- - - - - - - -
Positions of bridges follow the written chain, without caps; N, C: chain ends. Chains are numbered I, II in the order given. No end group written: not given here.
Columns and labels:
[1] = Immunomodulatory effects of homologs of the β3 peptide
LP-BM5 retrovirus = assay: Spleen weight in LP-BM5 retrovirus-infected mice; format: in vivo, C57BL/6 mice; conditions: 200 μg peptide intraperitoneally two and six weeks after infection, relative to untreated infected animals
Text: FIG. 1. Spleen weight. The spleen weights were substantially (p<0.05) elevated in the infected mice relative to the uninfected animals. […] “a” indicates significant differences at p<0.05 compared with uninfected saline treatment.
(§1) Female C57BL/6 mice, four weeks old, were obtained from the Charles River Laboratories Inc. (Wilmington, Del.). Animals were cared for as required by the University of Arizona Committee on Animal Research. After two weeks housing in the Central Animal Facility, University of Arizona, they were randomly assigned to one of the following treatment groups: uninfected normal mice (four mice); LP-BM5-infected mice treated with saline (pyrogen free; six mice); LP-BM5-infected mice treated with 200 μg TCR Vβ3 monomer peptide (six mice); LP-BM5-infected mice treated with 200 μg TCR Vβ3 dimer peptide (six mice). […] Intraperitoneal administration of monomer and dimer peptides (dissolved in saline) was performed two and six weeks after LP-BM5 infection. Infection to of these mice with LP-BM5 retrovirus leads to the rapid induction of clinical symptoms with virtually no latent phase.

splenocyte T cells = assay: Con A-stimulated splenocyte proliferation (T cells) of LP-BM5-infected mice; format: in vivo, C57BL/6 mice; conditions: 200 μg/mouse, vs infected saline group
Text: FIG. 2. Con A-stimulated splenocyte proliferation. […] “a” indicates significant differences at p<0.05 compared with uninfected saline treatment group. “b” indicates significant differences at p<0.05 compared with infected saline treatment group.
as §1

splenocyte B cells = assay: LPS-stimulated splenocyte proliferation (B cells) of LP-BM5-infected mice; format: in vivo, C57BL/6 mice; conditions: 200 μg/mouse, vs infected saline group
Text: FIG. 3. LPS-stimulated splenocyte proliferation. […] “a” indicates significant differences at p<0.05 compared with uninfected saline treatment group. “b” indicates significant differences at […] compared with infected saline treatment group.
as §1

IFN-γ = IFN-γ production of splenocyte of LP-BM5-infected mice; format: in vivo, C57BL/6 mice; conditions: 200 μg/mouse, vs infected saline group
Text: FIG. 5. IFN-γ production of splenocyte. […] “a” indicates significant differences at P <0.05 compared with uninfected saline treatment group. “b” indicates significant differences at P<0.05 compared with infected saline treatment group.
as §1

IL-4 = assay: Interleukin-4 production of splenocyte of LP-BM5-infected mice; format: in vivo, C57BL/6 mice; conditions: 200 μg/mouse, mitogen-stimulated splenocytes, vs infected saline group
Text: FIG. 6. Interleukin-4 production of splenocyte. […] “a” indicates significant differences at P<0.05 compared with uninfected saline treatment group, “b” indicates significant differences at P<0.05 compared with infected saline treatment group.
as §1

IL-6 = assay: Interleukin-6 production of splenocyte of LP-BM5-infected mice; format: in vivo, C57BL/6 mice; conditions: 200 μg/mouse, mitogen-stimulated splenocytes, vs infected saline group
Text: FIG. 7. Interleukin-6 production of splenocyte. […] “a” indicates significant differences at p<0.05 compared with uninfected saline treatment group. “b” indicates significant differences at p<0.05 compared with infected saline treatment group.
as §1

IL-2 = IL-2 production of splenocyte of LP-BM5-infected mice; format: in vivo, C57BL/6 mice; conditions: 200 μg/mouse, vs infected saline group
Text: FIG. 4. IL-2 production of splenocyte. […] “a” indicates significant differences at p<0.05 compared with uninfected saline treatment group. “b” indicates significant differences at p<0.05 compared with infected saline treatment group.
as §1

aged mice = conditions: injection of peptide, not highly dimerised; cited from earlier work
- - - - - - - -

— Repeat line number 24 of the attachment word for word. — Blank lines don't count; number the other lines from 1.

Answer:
as §1